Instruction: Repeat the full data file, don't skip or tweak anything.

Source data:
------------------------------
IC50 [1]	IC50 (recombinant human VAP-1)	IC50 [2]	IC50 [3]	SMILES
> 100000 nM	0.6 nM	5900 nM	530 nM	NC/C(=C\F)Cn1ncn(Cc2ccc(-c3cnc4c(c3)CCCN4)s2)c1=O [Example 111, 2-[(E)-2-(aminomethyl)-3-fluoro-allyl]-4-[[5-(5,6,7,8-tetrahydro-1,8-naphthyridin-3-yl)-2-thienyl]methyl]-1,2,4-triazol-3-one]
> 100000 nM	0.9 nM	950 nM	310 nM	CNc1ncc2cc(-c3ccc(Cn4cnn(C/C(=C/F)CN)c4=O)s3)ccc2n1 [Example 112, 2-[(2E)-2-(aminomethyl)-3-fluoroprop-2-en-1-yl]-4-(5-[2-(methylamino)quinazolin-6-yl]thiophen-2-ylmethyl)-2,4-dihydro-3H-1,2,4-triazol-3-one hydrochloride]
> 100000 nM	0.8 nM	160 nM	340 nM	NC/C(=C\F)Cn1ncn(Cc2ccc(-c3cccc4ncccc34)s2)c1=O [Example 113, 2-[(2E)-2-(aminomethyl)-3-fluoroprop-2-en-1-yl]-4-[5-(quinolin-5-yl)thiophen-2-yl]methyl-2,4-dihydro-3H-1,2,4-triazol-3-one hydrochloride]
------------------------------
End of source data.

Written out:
IC50 [1]	IC50 (recombinant human VAP-1)	IC50 [2]	IC50 [3]	SMILES
> 100000 nM	0.6 nM	5900 nM	530 nM	NC/C(=C\F)Cn1ncn(Cc2ccc(-c3cnc4c(c3)CCCN4)s2)c1=O [Example 111, 2-[(E)-2-(aminomethyl)-3-fluoro-allyl]-4-[[5-(5,6,7,8-tetrahydro-1,8-naphthyridin-3-yl)-2-thienyl]methyl]-1,2,4-triazol-3-one]
> 100000 nM	0.9 nM	950 nM	310 nM	CNc1ncc2cc(-c3ccc(Cn4cnn(C/C(=C/F)CN)c4=O)s3)ccc2n1 [Example 112, 2-[(2E)-2-(aminomethyl)-3-fluoroprop-2-en-1-yl]-4-(5-[2-(methylamino)quinazolin-6-yl]thiophen-2-ylmethyl)-2,4-dihydro-3H-1,2,4-triazol-3-one hydrochloride]
> 100000 nM	0.8 nM	160 nM	340 nM	NC/C(=C\F)Cn1ncn(Cc2ccc(-c3cccc4ncccc34)s2)c1=O [Example 113, 2-[(2E)-2-(aminomethyl)-3-fluoroprop-2-en-1-yl]-4-[5-(quinolin-5-yl)thiophen-2-yl]methyl-2,4-dihydro-3H-1,2,4-triazol-3-one hydrochloride]